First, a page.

Working from home is a dream come true for anyone.

You no longer have to spend money on commuting or gas. You don’t need to skip breakfast, complete your hours of sleep, and more amazing things you can think of.

However, as much as this is an excellent working set-up, it also comes with disadvantages. One of them is that your work is not very secure.

Unlike in corporate set-up, there are guards and IT personnel that would help ensure everything is safe. But at home, you’re the one who needs to find ways to ensure this.

You would have to create your home office security, and there are the seven best practices to do that:

Think about the location of your home office

Now that you’re working in a home office, you should start to consider the location of your workspace. Think about the things you need to accomplish.

  • Will you be meeting clients?
  • Will you have employees?
  • Do you need to manufacture products?
  • Are you a full-time remote employee?

The space you would need would highly depend on the nature of your job. The bigger the job, the bigger space is necessary.

If you’re meeting clients, you might need a separate room and have easy access to the outside. If you have employees, you might need to have a whole office area made. If you’re a full-time remote employee, you can place a work desk in the corner of your room, and that’s your work area.

You should also consider the sensitivity of what you do. If your job requires you to process sensitive documents, working in the dining room or public area where most family members pass by won’t do.

Consider installing household cameras

What more can make your home more secure than household security cameras, right? By installing them in the areas of your home, you can capture anyone that would try to sneak in your home or your home office.

If you go to an alarm system store to discuss installing security cameras, it is recommended to place these cameras in the following areas:

  • Front door
  • Back and side doors
  • Garage or driveway
  • Yard
  • Main Stairway
  • Common Areas
  • Your Home Office

Basically, you can place security cameras anywhere except in areas where people require privacy. You should also optimize it so you can maximize the use. If you need to hire an expert, do so.

Reinforce your home office windows

Next, you should also reinforce your home office windows to ensure that no one can sneak in through that and take some confidential stuff.

We recommend laminated and tempered glasses as your best choices.

These two are hard to destroy, perfect in protecting your things from thieves. Added to that, none of these can affect your home aesthetics negatively.

Secure your Internet connection

As most people are now using the internet, cyber attacks have become very rampant. This is why you must secure your home internet connection. Here are some great ways to do that:

  • Changing the default name of your home Wi-Fi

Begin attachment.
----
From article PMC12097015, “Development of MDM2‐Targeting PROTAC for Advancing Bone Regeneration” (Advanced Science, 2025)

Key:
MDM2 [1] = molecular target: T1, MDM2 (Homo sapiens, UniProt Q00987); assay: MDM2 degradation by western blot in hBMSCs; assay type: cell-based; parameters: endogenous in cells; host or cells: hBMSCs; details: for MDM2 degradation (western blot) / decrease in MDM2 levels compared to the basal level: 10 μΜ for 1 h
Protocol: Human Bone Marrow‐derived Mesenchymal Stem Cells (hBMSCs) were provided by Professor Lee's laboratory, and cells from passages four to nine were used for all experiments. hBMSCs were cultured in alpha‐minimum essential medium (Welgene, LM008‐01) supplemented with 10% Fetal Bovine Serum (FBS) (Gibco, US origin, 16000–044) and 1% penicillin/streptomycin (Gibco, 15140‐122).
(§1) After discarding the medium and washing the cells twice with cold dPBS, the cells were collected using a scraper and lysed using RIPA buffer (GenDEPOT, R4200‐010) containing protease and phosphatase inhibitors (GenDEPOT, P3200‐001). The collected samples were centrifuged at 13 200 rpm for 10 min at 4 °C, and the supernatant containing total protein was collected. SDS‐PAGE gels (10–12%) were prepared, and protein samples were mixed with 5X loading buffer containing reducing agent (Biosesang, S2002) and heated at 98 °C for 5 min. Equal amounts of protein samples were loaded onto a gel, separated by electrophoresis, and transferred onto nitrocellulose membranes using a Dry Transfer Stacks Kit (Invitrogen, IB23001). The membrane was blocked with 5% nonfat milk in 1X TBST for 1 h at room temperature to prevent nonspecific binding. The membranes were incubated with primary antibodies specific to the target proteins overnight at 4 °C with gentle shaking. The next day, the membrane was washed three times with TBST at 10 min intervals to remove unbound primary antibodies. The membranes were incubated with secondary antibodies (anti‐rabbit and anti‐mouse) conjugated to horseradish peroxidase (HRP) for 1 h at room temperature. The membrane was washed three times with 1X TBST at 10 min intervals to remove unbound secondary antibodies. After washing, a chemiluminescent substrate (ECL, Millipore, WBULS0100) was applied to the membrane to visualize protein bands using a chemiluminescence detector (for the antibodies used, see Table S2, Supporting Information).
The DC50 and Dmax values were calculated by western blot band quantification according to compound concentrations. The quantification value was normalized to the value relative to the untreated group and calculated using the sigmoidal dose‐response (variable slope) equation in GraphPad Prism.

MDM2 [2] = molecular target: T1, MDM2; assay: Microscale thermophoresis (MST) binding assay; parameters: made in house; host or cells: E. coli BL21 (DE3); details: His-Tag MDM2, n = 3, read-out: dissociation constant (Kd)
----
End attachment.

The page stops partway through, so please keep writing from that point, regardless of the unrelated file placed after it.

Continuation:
• Your password must be unique and strong
  • Enable network encryption
  • Disable network name broadcasting to the public
  • Keep router’s software up-to-date
  • Turn on your wireless router’s firewall
  • Use VPNs

You can also ask for advice from an IT professional regarding all this stuff.

Stash your physical documents away

If you are printing documents, make sure you stash them away correctly. Maid Sailors Office Cleaning Service NYC advises to keep them in an organized manner. Only you should know where it’s placed.

If you have kids in the house, you can opt for a drawer that can be locked so your kids won’t access it.

Some documents can be very confidential and must only be for your eyes, so make sure that you don’t leave them anywhere inside the house for others to see.

Shred sensitive documents

If there are sensitive documents that already need to be thrown out, don’t just put it directly on the garbage bin. You must shred it first to ensure that it’s no longer readable.

Here are some documents that you might want to throw away but needs to be shred first:

  • Papers that contain your sensitive records like signature, contact details, and account numbers.
  • Documents from work (research and development, sales, supplier and customer information, accounting, IT)
  • Financial documents (receipts, statements, credit applications, investments, stocks, property transactions)
  • Utility Bills

Separate work and personal devices

As you are now working from home, you shouldn’t use company equipment for your personal tasks and vice versa. This way, there won’t be mixed identities that may occur.

For example, you can use your laptop or desktop for more work-related tasks while using your phone for personal stuff.

This will make it easier for you to concentrate on work, too, and help protect your work-life balance.

When you’re working from home, you shouldn’t only think about convenience. You must also ensure that you’re protecting company data entrusted to you. And you can do that if you follow the seven best practices enumerated above.